Creating a TV Pilot that Grips the Audience from Page 1 OnDemand Webinar
ABOUT THE WEBINAR
- Do you want to get in on the red-hot world of TV and streaming content, but writing a pilot from scratch sounds too daunting?
- Do your TV scripts contain great ideas, but aren't yet placing in contests or catching the industry's eye?
- Are readers having trouble following your story or connecting with your themes?
- Do some of your characters and situations fall into cliches or stereotypes?
- Are you hoping to be seriously considered for staffing in a TV writers' room?
This class will teach you the steps you need to ensure that your TV pilot snares readers' attention in the very first scene, and keeps them thinking about your story long after they've finished the final word. By examining the pilots of Breaking Bad, The Sopranos, Mad Men, Modern Family, Frasier, Weeds, Big Bang Theory, and more, we'll break down what all of these classics have in common--and how you can emulate their best qualities.
Timothy has taught screenwriting and filmmaking at New York University, Yale University, the Writers Guild of America, and more, while consulting on hundreds of productions in NYC, L.A., and beyond. His experience will help you build a TV pilot that's true to your vision, totally unique, and sellable--while making you more passionate than ever about this craft.
After taking this class, you'll intuitively understand how to construct your own pilot from logline to final draft, by using classical structure in a truthful and personal way. Creating indelible characters, shocking plot twists, and surprising conflicts will be far easier. With Timothy's insight, you'll take away brand-new skills to help you craft an industry-ready pilot that's hilarious, dramatic, moving, and marketable.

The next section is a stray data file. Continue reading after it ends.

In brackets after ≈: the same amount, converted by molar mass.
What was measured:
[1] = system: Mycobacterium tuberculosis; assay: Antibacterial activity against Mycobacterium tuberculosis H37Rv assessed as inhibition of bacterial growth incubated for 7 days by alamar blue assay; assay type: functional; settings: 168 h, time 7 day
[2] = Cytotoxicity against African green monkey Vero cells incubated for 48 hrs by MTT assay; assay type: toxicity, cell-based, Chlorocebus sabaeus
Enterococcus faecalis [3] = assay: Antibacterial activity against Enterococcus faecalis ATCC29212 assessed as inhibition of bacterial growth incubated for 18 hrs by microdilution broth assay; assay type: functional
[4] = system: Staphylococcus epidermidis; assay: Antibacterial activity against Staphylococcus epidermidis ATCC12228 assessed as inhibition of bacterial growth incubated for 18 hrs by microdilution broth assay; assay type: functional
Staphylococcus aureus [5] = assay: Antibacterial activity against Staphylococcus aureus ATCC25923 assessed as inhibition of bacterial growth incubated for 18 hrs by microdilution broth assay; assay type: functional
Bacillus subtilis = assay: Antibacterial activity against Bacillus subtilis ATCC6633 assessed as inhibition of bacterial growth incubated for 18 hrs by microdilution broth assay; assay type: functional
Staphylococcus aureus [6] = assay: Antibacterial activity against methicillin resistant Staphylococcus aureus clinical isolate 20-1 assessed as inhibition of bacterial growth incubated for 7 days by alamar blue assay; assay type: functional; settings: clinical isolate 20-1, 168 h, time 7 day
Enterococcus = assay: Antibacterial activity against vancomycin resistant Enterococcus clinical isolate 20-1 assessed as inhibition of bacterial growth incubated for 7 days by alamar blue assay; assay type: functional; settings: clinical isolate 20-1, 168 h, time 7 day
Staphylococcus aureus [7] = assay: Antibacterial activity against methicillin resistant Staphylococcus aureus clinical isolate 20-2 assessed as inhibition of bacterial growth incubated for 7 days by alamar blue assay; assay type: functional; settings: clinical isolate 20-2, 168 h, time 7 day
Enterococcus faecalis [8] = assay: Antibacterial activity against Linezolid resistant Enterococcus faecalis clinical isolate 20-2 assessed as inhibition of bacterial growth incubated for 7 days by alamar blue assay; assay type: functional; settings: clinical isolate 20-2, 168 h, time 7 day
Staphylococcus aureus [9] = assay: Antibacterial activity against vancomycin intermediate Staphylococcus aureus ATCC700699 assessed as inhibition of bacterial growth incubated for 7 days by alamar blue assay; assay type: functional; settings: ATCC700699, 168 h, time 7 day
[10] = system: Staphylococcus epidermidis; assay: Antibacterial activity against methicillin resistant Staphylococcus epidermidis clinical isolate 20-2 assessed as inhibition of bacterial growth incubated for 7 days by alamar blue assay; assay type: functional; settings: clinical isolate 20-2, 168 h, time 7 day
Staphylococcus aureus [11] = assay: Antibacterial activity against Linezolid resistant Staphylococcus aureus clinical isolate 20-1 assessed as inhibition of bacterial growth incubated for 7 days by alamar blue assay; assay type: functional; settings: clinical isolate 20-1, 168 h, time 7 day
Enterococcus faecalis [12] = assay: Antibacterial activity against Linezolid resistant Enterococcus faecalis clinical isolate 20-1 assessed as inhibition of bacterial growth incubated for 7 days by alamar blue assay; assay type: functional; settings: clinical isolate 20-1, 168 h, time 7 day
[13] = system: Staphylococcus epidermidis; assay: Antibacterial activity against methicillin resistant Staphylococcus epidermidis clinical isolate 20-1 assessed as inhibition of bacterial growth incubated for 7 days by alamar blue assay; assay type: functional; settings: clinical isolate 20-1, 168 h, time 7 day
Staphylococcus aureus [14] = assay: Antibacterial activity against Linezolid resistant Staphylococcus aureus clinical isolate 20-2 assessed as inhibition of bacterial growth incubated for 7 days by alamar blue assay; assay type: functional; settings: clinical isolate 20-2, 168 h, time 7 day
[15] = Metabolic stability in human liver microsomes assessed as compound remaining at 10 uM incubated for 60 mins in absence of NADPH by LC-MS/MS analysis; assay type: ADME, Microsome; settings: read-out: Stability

WHAT YOU'LL LEARN
By the time you finish this class, you'll know:
- How to open any pilot--half-hour or hourlong--with a bang
- The 5 crucial elements your first 10 pages absolutely must contain
- Which elements of formatting and structure you should follow and which you can ignore
- Whether you should be writing a serial or a procedural right now
- Why you must know your pilot's audience and write specifically for them
- When and when not to mix genres
- How to build a complex protagonist with a flaw that can never be solved...yet we root for them anyway
- Secrets to designing supporting supporting characters who enhance your protagonist's issues
- How to identify a powerful theme you can return to again and again
- The key to juggling A, B, and C stories cleanly
- Techniques for building the world of your show, whether it's in the modern day, future, or past
- Write a cliffhanger that leaves your audience dying for episode 2
- How to amp up the stakes even on page 1, then crank them even higher in each act
- Use your passion, interests, and life experience to enhance your connection with the reader
- The 3 differences between amateur and professional writers' pilots: efficiency, density, and twists
WHO SHOULD ATTEND?
- Sitcom writers looking to make a name for themselves with a solid concept and high-level joke crafting
- Hourlong drama writers who want to make sure their idea stands up for itself in a competitive industry
- Writers hoping to get staffed on a TV show and/or find representation with an agent/manager
- Those who've written a few spec scripts, but need a step-by-step method to writing their first pilot
- Brand-new writers seeking to understand what separates pilots that sell from those that languish
- More experienced writers who know their script isn't breaking through, but aren't sure why
- Up-and-comers hoping to place in major TV contests and fellowships, like Austin, Sundance, Amazon, etc.
- Artists looking to punch up an existing pilot script
- Students seeking high-level techniques to take their pilot to the next stage
- Creators in the outlining phase who want to strengthen their story before taking the next step
- Anyone who's eager to strengthen their script's characters, dialogue, action, and storytelling